Friday, October 16, 2009

The Avarice of Automatons

Human nature is one of those things that resists easy definition. Some people tend to believe in the "inherent goodness" of humanity, while others tend to look at crowds with jaundiced eyes. Personally, it doesn't matter what side of the fence I'm on - human nature may be our most stalwart ally, or our greatest enemy, in the years to come. Knowing us, it will probably be both at the same time.

One of the most significant discoveries regarding human nature came out of the Milgram experiment, an investigation into social psychology and obedience. In the experiement, the person being experimented on was led to believe that he or she was "teaching" a learner through the application of progressively higher electric shocks, but the real purpose of the experiment was to see how many times the teacher would shock the learner with the experimenter, a stern man with authority and a lab coat. I first learned about it in university - it chilled me then, and it still does. I suggest you read it - if nothing else, maybe to inoculate you against something similar.

What I get out of this, and other news I've found, is the impression that a great many people would, subconsciously, like nothing more than to be automatons - to not have to be responsible for any of their actions. In the case of the Milgram experiment, people followed orders to do something with which they were uncomfortable because of the pressure of authority and the lack of perceived responsibility - the abdication of personal responsibility.

But what happens when, at the same time as a person considers themselves not responsible for their actions, they're presented an opportunity to do something they want to do?

Generally, that's almost all of what you need to get a riot started. Which is exactly what happened at a coat store in Columbus, Ohio earlier this week, as reported by, when a woman touched off a riot by claiming that she had won the lottery and the merchandise was on her. This is a recipe for opportunism and chaos regardless of whether you're in the grip of a recession. A Columbus police officer said that at least 500 people were in the store with another thousand outside trying to get in - if cell phones enable one thing, it's flash mobs looking for bargains or freebies - with no evidence other than the woman's own word that she had won $1.5 million and would pay for everything.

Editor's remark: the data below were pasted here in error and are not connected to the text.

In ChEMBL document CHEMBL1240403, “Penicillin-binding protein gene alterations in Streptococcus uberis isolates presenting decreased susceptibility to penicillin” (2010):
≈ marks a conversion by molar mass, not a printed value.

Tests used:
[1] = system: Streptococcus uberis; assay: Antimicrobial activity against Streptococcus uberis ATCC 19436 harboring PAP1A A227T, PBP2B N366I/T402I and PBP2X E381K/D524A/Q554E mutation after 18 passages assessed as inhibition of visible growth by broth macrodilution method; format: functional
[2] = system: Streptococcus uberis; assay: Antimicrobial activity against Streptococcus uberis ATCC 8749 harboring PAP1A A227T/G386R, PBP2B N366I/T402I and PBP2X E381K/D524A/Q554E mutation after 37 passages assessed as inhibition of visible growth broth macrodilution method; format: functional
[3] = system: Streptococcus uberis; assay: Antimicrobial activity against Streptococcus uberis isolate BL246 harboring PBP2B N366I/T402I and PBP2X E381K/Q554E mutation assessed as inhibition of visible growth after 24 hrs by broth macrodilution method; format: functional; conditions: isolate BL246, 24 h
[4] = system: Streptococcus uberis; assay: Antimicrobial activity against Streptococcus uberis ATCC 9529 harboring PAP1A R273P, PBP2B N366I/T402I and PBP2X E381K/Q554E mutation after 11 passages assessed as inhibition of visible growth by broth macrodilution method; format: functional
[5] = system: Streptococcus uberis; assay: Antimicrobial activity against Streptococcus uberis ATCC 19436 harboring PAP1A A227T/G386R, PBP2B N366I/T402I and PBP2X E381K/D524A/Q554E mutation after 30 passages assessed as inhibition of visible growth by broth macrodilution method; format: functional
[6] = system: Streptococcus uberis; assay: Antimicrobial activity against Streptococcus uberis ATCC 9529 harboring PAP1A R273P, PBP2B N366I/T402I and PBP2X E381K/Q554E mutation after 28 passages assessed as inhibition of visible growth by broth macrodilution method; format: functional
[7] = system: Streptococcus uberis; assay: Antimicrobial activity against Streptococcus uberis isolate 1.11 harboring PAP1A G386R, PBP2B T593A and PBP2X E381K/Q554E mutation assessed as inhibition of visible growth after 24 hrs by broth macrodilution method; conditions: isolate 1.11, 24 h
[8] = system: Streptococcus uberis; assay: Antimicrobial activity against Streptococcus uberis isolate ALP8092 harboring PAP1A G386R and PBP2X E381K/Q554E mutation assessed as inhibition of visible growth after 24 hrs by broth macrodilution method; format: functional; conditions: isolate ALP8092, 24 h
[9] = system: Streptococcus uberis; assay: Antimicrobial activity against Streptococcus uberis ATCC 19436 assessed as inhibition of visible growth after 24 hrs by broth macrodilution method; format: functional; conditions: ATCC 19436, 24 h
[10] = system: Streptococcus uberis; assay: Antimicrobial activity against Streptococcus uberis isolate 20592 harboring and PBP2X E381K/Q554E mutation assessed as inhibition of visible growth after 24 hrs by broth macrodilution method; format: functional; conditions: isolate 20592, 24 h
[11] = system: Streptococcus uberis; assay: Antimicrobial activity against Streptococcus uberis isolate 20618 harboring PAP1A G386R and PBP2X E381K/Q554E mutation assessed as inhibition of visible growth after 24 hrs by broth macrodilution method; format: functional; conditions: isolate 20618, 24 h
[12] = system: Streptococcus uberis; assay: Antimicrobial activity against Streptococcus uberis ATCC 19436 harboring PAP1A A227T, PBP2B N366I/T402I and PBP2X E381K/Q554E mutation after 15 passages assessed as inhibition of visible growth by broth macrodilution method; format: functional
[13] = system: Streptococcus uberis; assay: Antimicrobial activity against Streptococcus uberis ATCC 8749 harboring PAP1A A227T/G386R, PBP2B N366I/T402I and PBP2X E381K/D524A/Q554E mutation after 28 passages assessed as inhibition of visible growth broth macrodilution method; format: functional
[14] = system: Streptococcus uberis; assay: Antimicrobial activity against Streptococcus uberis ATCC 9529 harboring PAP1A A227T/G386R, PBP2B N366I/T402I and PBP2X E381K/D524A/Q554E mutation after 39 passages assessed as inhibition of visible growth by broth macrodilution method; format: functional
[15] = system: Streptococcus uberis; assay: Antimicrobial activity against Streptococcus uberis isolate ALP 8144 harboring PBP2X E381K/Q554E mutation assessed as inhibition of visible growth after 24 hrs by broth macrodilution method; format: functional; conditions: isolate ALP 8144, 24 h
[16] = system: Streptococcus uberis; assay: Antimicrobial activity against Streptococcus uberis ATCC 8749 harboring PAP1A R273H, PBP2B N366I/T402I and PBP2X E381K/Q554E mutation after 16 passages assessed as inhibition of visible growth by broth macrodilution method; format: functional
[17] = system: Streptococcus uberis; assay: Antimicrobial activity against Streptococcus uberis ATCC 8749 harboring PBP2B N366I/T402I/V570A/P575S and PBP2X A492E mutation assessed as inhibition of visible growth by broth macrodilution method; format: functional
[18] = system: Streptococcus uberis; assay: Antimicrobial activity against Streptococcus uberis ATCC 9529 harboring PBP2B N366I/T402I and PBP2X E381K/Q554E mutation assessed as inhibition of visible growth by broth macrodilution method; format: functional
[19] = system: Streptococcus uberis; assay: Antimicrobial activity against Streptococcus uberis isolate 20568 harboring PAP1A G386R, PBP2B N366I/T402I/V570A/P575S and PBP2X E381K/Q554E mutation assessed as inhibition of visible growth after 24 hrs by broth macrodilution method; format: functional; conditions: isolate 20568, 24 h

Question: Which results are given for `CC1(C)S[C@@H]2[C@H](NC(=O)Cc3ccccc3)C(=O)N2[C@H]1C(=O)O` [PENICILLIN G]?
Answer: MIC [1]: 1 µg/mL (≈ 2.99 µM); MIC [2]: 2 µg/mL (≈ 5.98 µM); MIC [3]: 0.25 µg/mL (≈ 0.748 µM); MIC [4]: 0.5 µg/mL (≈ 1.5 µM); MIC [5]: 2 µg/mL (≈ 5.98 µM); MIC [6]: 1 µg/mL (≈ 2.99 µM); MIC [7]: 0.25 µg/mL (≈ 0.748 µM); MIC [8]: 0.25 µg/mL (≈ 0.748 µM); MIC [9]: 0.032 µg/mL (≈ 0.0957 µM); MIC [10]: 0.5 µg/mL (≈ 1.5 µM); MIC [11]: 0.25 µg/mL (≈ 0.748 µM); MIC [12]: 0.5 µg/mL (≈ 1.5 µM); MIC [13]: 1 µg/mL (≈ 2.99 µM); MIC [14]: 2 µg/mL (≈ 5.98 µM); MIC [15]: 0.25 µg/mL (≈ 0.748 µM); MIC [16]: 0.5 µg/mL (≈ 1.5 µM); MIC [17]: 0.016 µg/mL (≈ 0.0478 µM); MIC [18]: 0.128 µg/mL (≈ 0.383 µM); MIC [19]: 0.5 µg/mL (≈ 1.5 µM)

When she had her rented stretch Hummer take her to a bank but returned with nothing - in the interim, two dozen police officers had had to be brought in for crowd control, and hopefully no other crimes were made possible or easier because of this redeployment - the bargain hunters rioted.

"Everybody was like, 'I still want my free stuff,' and that started the riot," Detective Steven Nace was quoted as saying, which really gets down to the core of it. People adapt quickly, and people are able and willing to see salvation in the dimmest flickers of light. By then they'd probably already mentally identified whatever they were carrying as "theirs," and when they realized the erstwhile millionaire had only been winding them up, it was as if the store was stealing from them, and not reclaiming property that had never left its ownership.

Points like that don't really matter to a wound-up crowd that's got dollar signs in its eyes and has marked its territory, though. The store was practically torn apart in the riot. I would not be surprised for the footage to eventually make its way to YouTube. They knew what they wanted, they knew what they had, and when it became clear that they couldn't have it, they reacted with the fury of basest human instincts.

This is the well that charismatic dictators draw from, and it's the platform from which psychics and snake-oil salesmen wheedle you for your money. This may well be one of the sources of popular skepticism toward climate change - to their eyes, it's as if they're being asked to change their ways for something they can't see, and if they can't see it it might not even be happening. When someone wants something, and they're led to believe they can attain it or maintain it with no personal consequences - it's dangerous to be in their way.

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